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From Cold Hands to Hot Sales

For generations, families ran businesses together out of practical necessity—to “keep the farm going”. Today, you might think that mothers and daughters would have a natural affinity to co-run businesses, given the energy and attachment that often goes into the relationship, yet we don’t hear a lot about mother-daughter teams.

Jennifer and Jean Spencer are a very exciting exception. During the epic winter storms of 2010, Jean was completing an internship in Washington D.C., with The Wall Street Journal. Battling frostbite, Jean wished for a way to operate her iPhone without exposing her hands to the bitter cold. Her need led to a product idea that Mom Jennifer—a prior entrepreneur—hopped on immediately. Six months later the mother/daughter duo launched Agloves, patent-pending winter touchscreen gloves. Jennifer is the President and CEO and has worked in all levels of business development from start ups to repositioning large corporations over the past 25 years while Jean is Vice President of Communications. Together they have addressed a market void, creating the first 10-finger touchscreen glove when the category was nascent, rapidly becoming the runaway category leader.

Launched on September 29, 2010, 43,000 Agloves had been sold by year’s end. 2011 sales closed at 173,000 and Jennifer is projecting 4X growth for 2012. The day I interviewed Jennifer and Jean, the company was running a Groupon promotion, selling 8,000 pairs of gloves in hours. Privately funded, profitable within the first three months and now employing seven full time employees, Agloves is an incredible story of small business success.

How did they do this? Theirs is a great merger of talents, in which Mom’s business experience is married with Jean’s social media know-how. Mom takes on the business stuff: invention, human resources, problem solving and finances. She has also focused on the operational trials including the inherent challenges of manufacturing with silver, a substance known for being very delicate and also the logic behind the name (“Ag” is the periodic table sign for silver). Overcoming additional challenges, Jennifer quickly identified a second manufacturer when demand far exceeded initial supply in the first two months. Daughter Jean has focused on mining the Internet to market and sell their product. Initially available only through the web, Agloves quickly made in roads selling in 43 countries within 3 weeks, with Jean mastering the use of Twitter (initially 6.4% of sales), Facebook, blogs, etc. to build awareness and generate sales. Direct sales at Verizon stores and several European outlets followed later.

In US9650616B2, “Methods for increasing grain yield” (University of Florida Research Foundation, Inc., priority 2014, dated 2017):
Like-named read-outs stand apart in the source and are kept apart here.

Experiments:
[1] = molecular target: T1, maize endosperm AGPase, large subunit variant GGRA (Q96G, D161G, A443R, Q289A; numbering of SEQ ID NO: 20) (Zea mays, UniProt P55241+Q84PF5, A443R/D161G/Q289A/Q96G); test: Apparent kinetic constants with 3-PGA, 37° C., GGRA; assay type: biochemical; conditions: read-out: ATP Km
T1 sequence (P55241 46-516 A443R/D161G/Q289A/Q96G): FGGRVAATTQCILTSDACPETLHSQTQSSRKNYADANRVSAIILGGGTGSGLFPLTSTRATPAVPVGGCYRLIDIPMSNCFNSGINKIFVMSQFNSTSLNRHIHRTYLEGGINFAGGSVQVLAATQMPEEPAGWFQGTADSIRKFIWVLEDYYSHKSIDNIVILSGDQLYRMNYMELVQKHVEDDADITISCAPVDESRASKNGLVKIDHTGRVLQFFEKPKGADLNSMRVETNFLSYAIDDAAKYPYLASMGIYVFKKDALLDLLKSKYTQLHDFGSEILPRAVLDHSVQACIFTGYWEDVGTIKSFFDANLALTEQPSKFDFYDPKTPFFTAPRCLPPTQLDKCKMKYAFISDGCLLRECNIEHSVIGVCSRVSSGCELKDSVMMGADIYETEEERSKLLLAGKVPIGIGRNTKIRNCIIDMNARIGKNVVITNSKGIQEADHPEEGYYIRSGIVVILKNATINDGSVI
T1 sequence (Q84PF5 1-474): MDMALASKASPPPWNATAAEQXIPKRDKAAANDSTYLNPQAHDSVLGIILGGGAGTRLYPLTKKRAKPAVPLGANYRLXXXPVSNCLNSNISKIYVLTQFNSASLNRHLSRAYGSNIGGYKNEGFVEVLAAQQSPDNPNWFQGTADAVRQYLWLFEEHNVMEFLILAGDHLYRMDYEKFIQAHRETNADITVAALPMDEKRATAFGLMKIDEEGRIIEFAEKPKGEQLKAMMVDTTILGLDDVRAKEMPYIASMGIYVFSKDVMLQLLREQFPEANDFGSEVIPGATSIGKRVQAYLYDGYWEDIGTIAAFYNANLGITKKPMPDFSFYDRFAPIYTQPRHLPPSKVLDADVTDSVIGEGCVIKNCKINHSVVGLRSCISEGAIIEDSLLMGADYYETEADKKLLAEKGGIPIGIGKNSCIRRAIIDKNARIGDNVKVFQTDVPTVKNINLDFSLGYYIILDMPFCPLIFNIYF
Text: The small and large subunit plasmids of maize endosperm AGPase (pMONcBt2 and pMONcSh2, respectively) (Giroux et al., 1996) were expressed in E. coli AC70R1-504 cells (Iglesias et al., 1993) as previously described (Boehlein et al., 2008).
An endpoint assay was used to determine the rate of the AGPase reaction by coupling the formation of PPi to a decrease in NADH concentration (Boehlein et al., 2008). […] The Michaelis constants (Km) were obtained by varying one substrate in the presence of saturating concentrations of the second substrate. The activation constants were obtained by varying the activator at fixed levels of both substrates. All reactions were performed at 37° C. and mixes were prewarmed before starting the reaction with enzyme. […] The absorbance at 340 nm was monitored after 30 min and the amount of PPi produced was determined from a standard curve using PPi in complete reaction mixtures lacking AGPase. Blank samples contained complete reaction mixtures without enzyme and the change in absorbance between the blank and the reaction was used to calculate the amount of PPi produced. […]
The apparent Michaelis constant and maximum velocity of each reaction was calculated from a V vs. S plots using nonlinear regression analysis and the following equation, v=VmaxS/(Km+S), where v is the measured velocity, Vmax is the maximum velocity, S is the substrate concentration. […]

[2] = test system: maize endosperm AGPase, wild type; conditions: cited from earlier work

When asked about the use of social media to launch and market a product, Jean commented, “some people think that social media dehumanizes social interaction, but I would argue that it enhances it if you allow human interaction”. Thus, Jean and her colleagues pay close attention to the real-time feedback made possible by social media, making improvements and modulating based on daily customer input. Social media based feedback helped fuel some of their most promising current product development efforts. Right now, soldiers in Afghanistan and Iraq are testing Agloves. In addition, Jean has identified several populations for B2B marketing such as pizza delivery personnel and UPS delivery professionals.

Start ups founded and managed by mothers and daughters are unusual and particularly so for technology-driven consumer products. But, the best part isn’t that they are women making technology happen, what is really special is that they adore the process. Jean can’t imagine a more competent partner and Jennifer is the proud Mom who gets to watch her daughter become more successful by the day.

Who could have imagined just 23 years ago when Jean was born where the umbilical cord would lead them?

Note: This fantastic mother-daughter duo closed the doors to AGloves in May 2013. Read more here.

 

 

 

 




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